Stanley Johnston's Blunder
The Reporter Who Spilled the Secret Behind the U.S. Navy's Victory at Midway
This book can be downloaded and read in Apple Books on your Mac or iOS device.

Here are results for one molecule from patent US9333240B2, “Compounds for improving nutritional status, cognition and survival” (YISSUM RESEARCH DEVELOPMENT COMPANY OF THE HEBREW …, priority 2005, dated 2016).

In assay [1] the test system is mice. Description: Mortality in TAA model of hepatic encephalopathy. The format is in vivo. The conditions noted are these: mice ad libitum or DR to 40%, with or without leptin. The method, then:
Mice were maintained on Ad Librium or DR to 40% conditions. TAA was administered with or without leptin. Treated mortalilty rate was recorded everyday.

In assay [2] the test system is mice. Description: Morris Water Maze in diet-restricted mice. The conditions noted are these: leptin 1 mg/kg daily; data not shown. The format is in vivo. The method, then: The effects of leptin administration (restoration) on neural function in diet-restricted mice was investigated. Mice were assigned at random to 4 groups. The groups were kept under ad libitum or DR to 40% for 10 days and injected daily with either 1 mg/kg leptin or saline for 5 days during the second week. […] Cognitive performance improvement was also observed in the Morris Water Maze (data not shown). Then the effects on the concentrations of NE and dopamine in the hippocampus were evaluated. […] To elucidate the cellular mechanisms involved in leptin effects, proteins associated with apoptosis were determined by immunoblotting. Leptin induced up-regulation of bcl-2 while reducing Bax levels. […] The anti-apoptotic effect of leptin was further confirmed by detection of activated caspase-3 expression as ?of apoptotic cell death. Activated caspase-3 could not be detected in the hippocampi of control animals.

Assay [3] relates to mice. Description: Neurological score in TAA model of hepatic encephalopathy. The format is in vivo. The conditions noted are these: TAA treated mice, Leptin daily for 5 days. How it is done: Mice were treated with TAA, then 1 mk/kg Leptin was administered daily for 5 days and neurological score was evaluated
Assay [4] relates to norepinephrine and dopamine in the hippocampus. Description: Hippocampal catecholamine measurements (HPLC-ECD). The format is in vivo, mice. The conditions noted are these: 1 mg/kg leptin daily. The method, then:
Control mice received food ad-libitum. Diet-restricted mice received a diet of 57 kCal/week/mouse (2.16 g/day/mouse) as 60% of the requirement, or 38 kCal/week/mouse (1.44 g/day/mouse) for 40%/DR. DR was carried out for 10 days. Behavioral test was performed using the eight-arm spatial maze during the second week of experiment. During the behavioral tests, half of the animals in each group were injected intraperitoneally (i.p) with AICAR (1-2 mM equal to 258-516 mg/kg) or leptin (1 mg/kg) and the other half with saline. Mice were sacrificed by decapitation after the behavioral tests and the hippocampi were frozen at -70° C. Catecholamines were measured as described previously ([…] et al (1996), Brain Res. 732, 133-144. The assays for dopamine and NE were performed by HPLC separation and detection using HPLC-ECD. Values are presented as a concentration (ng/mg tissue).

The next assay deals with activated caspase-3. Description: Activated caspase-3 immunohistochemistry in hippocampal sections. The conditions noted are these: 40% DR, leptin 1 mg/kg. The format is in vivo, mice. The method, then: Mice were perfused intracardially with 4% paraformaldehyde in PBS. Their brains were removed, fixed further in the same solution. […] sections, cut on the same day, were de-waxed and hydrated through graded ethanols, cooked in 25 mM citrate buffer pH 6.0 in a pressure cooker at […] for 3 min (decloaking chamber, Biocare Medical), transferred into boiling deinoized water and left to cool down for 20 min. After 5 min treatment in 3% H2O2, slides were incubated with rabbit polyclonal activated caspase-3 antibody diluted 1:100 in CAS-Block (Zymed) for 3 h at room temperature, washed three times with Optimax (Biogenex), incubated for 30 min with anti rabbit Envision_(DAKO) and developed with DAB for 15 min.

This book chronicles the activity of Chicago Tribune war correspondent Stanley Johnston aboard the carrier Lexington and the transport ship Barnett, during and just after the Battle of the Coral Sea. It shows how he ingratiated himself with key officers and used his access to obtain information from a secret radiogram by Admiral Nimitz that revealed the order of battle of Imperial Japanese Navy forces advancing on Midway—information that could only have been obtained by U.S. Navy success breaking the Japanese naval code. Johnston put this info in a Tribune article, thereby potentially exposing the U.S. success and putting at risk this information source. A Grand Jury declined to indict Johnston when the Navy, hoping to avoid the publicity of a public trial, refused to let expert witnesses testify. Johnston went free. The book concludes that Johnston did not intend to reveal U.S. secrets; he just wanted a scoop. The book also concludes that, contrary to views in 1942 and lingering on today, the Japanese did NOT read the Tribune story, or hear of it, and thus never changed their naval code, as U.S. officers feared they would do because of the article.